• Choose the tool most reliable for extracting the outputs needed to generate the performance measures established.
  • Choose the tool that is most appropriate for producing MOEs by the focus level (i.e., facility- or system-specific) required for the particular project stage.
  • If MOEs need to be compared across tools, find the least common denominator amongst the two. According to the FHWA-sponsored Traffic Analysis Toolbox Volume VI: Definition, Interpretation, and Calculation of Traffic Analysis Tools Measures of Effectiveness, “the comparison of results between tools and methods is possible only if the analyst looks at the lowest common denominator shared by all field data collection and analytical tools.” (Dowling, R. Traffic Analysis Toolbox Volume VI: Definition, Interpretation, and Calculation of Traffic Analysis Tools Measures of Effectiveness. Publication FHWA-HOP-08-054, Federal Highway Administration, U.S. Department of Transportation, Washington, D.C., January 2007.) In this guide, vehicle trajectories are recognized as the lowest common denominator. However, the NCHRP Report 3-85-20 notes that because vehicle trajectories may be defined differently across different tools, the lowest common denominator is field observations. Because analysis tools and models should be calibrated or validated by measures from the field, field observations serve as a common link across different tools and methodologies. (The University of Florida Transportation Research Center and T-Concepts Corporation, 2009. Determination of HCM-Compatible Performance Measures from Vehicle Trajectory Analysis. NCHRP Report 3-85-20, Transportation Research Board, National Research Council, Washington, D.C., 2009.)

Reconciling Different Tools

There are several ways to reconcile the variations or inconsistencies that may be present in analysis results due to the utilization of different tools during the project development process.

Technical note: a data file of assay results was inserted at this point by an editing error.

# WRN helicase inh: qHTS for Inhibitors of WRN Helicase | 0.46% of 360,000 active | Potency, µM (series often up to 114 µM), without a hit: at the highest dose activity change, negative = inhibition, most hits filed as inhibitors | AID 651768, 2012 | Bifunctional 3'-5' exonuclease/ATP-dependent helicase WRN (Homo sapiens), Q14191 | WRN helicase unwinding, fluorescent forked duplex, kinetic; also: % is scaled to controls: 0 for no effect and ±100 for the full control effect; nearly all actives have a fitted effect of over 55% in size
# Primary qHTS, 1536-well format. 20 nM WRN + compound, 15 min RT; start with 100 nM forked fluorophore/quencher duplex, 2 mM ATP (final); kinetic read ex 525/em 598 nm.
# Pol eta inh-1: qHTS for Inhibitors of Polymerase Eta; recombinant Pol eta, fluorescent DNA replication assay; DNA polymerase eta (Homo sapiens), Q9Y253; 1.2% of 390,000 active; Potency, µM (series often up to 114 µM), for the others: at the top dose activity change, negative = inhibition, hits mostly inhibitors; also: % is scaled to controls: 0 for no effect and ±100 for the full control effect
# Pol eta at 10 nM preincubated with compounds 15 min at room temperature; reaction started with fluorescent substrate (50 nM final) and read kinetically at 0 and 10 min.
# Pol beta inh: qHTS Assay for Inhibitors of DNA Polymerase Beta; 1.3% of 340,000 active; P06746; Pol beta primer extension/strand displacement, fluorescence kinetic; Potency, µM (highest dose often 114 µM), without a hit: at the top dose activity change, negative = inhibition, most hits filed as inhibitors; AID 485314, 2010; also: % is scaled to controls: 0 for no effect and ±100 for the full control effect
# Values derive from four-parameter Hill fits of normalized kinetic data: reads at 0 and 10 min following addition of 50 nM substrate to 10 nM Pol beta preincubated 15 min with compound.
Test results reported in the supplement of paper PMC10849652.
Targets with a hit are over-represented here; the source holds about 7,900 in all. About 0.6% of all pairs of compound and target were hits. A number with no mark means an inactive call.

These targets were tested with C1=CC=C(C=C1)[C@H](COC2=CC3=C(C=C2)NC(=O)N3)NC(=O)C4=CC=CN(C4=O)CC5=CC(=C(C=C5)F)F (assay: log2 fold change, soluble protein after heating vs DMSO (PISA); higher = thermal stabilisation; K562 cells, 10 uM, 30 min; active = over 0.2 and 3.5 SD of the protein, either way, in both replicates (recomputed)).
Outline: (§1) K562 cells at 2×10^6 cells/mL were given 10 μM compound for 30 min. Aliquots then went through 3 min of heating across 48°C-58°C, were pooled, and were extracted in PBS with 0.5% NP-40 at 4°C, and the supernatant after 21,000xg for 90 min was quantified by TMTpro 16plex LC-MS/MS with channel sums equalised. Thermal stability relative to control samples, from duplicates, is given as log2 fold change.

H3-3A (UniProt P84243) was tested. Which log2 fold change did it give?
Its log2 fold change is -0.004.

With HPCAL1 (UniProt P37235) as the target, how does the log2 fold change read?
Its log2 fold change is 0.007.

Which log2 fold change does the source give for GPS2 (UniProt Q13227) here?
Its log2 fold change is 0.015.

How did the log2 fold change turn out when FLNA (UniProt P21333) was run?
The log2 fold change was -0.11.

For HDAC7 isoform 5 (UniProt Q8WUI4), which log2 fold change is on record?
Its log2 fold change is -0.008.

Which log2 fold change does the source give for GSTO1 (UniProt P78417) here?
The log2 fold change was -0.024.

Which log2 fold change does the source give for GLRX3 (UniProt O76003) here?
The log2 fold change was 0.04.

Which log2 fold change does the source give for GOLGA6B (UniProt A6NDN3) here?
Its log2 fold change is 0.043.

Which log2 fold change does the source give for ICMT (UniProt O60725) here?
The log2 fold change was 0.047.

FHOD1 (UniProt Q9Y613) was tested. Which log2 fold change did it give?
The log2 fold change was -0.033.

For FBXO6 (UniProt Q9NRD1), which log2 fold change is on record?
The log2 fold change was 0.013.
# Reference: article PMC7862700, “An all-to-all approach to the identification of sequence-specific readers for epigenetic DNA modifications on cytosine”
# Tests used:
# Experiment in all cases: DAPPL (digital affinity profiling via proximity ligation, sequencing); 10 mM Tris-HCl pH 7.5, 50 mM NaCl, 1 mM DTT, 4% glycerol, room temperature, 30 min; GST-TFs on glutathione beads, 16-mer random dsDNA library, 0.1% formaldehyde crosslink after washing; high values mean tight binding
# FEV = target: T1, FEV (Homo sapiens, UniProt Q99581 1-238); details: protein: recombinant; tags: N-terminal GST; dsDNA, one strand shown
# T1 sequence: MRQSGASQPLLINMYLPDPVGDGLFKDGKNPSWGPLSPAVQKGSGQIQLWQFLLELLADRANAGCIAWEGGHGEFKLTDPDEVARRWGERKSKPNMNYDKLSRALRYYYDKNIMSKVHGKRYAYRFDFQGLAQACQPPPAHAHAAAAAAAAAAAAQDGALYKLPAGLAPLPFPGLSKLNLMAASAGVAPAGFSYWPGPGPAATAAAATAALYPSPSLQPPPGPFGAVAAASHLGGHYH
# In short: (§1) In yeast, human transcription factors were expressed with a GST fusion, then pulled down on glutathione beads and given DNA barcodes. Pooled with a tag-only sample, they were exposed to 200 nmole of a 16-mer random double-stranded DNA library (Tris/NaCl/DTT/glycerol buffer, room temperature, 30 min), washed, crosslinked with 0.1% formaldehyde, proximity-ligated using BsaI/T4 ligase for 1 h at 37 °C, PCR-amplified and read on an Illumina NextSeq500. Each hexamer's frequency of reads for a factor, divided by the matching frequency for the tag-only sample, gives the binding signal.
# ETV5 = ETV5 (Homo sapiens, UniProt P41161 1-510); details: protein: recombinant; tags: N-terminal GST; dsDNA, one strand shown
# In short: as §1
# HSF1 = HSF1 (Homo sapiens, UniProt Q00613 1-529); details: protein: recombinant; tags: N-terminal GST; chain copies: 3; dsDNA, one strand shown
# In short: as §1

• When utilizing results from different tools, the most reliable tool should always take precedence over the results from the less reliable ones.¬†For instance during the project planning stage of an MOTAA, a travel demand model coupled with a sketch planning may be used to determine the potential work zone alternatives to be considered for a project.
  • When possible the same tool should be used throughout the various project stages. For instance, if a microsimulation model was developed during the environmental clearance stage, that model can be carried over to subsequent project stages, especially during the alternatives analysis.
  • While the results from the more reliable or robust tool may be used, the analyst should still review the outputs from the less reliable tools to QA/QC the preferred tool’s results. One way to do this is to use another analysis tool’s results to determine whether common trends appear in both models. For instance, when comparing the mobility impacts of a ramp closure, a traffic optimization tool may note that nearby parallel signalized arterial intersections experience a degradation of LOS from an LOS B to an LOS D. A microsimulation tool may express this degradation in mobility levels with measures such as delay, speed reduction, or queue length. Although the values and measures are different, the two tools should agree that there are congestion issues at that particular section of the project area.
  • Further checks on the modeling and analysis tool results should include error checking of the model network coding, volumes, and speeds by comparing the model inputs and outputs with observed traffic statistics.

Reconciling Outputs

When different tools must be used during the project development process, inconsistencies amongst model outputs are likely to occur. The following presents various ways to reconcile these differences: (Dowling, R. Guide on the Consistent Application of Traffic Analysis Tools and Methods. Publication FHWA-HRT-11-064, Federal Highway Administration, U.S. Department of Transportation, Washington, D.C., November 2011.)

  • The tool that is used to report the facility-specific performance analysis should be used to report all facility performance results. For instance, if CORSIM was used to generate facility travel times, it also should be used to identify bottlenecks, queues, speeds, and delays for the facility. This would be the same for system-specific performance measures.
  • When different tools have similar outputs but are defined differently, the analyst should be able to compare and understand the differences between the tools.